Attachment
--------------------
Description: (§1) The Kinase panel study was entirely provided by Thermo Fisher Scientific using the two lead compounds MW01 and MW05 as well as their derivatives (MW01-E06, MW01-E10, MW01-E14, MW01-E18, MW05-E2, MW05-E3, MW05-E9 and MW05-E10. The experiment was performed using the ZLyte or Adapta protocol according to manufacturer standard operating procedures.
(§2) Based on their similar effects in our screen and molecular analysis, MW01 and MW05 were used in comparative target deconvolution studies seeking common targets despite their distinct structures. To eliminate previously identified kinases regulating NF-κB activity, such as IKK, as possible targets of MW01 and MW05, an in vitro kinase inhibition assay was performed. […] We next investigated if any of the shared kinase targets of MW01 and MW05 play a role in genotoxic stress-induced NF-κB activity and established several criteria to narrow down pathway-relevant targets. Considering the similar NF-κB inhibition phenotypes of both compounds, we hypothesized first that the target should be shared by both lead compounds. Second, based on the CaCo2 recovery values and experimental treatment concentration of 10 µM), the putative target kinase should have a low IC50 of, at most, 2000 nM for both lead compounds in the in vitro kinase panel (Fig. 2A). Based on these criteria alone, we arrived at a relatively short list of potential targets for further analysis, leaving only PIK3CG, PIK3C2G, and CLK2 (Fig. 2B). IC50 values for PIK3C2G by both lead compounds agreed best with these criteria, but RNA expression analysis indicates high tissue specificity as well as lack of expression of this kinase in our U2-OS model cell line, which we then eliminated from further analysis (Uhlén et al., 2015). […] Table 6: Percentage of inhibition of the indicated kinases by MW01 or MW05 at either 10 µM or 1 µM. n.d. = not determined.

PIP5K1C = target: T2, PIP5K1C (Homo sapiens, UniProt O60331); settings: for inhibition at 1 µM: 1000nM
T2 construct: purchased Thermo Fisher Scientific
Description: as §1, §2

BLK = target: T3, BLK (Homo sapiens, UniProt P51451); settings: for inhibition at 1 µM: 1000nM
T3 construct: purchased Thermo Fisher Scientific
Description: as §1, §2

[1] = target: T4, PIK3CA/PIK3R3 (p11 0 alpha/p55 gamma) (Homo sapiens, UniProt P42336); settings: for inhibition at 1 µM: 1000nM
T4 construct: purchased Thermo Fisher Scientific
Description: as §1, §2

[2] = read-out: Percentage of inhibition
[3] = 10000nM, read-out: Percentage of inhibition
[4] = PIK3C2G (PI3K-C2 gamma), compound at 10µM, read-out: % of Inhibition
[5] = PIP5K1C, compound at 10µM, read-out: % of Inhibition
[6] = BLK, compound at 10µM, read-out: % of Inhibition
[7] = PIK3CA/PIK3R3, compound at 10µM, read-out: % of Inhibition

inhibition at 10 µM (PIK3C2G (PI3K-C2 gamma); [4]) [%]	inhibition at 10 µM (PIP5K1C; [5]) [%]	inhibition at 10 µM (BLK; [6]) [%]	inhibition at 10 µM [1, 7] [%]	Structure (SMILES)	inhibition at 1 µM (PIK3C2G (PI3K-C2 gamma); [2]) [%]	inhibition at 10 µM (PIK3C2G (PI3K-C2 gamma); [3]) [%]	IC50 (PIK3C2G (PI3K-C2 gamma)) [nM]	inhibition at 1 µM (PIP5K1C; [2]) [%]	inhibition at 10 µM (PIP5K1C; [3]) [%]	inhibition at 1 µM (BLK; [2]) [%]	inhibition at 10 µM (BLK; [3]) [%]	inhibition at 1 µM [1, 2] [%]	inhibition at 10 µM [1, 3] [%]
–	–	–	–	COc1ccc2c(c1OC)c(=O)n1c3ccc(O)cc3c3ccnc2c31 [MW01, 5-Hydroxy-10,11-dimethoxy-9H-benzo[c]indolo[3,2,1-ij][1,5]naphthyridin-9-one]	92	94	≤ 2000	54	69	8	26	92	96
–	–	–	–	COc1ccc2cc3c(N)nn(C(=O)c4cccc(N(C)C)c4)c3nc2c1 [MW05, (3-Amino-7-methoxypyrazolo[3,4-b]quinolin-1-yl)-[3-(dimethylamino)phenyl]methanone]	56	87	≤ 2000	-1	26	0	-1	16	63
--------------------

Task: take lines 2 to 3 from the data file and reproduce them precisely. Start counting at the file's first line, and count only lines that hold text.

(§2) Based on their similar effects in our screen and molecular analysis, MW01 and MW05 were used in comparative target deconvolution studies seeking common targets despite their distinct structures. To eliminate previously identified kinases regulating NF-κB activity, such as IKK, as possible targets of MW01 and MW05, an in vitro kinase inhibition assay was performed. […] We next investigated if any of the shared kinase targets of MW01 and MW05 play a role in genotoxic stress-induced NF-κB activity and established several criteria to narrow down pathway-relevant targets. Considering the similar NF-κB inhibition phenotypes of both compounds, we hypothesized first that the target should be shared by both lead compounds. Second, based on the CaCo2 recovery values and experimental treatment concentration of 10 µM), the putative target kinase should have a low IC50 of, at most, 2000 nM for both lead compounds in the in vitro kinase panel (Fig. 2A). Based on these criteria alone, we arrived at a relatively short list of potential targets for further analysis, leaving only PIK3CG, PIK3C2G, and CLK2 (Fig. 2B). IC50 values for PIK3C2G by both lead compounds agreed best with these criteria, but RNA expression analysis indicates high tissue specificity as well as lack of expression of this kinase in our U2-OS model cell line, which we then eliminated from further analysis (Uhlén et al., 2015). […] Table 6: Percentage of inhibition of the indicated kinases by MW01 or MW05 at either 10 µM or 1 µM. n.d. = not determined.

PIP5K1C = target: T2, PIP5K1C (Homo sapiens, UniProt O60331); settings: for inhibition at 1 µM: 1000nM